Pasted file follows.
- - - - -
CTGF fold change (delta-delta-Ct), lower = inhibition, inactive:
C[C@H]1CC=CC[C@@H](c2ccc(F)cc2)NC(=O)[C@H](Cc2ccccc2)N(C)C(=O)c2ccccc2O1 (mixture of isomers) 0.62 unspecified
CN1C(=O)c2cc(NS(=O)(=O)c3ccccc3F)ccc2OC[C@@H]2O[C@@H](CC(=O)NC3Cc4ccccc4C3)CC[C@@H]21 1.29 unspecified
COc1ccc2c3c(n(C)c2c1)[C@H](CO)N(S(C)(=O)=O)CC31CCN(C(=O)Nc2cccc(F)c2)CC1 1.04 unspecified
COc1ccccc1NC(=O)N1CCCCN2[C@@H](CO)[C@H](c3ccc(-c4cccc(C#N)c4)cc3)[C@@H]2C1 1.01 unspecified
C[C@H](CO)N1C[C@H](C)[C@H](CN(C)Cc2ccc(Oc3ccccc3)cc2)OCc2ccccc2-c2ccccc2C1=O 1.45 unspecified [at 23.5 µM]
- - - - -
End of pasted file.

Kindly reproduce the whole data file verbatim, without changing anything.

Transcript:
CTGF fold change (delta-delta-Ct), lower = inhibition, inactive:
C[C@H]1CC=CC[C@@H](c2ccc(F)cc2)NC(=O)[C@H](Cc2ccccc2)N(C)C(=O)c2ccccc2O1 (mixture of isomers) 0.62 unspecified
CN1C(=O)c2cc(NS(=O)(=O)c3ccccc3F)ccc2OC[C@@H]2O[C@@H](CC(=O)NC3Cc4ccccc4C3)CC[C@@H]21 1.29 unspecified
COc1ccc2c3c(n(C)c2c1)[C@H](CO)N(S(C)(=O)=O)CC31CCN(C(=O)Nc2cccc(F)c2)CC1 1.04 unspecified
COc1ccccc1NC(=O)N1CCCCN2[C@@H](CO)[C@H](c3ccc(-c4cccc(C#N)c4)cc3)[C@@H]2C1 1.01 unspecified
C[C@H](CO)N1C[C@H](C)[C@H](CN(C)Cc2ccc(Oc3ccccc3)cc2)OCc2ccccc2-c2ccccc2C1=O 1.45 unspecified [at 23.5 µM]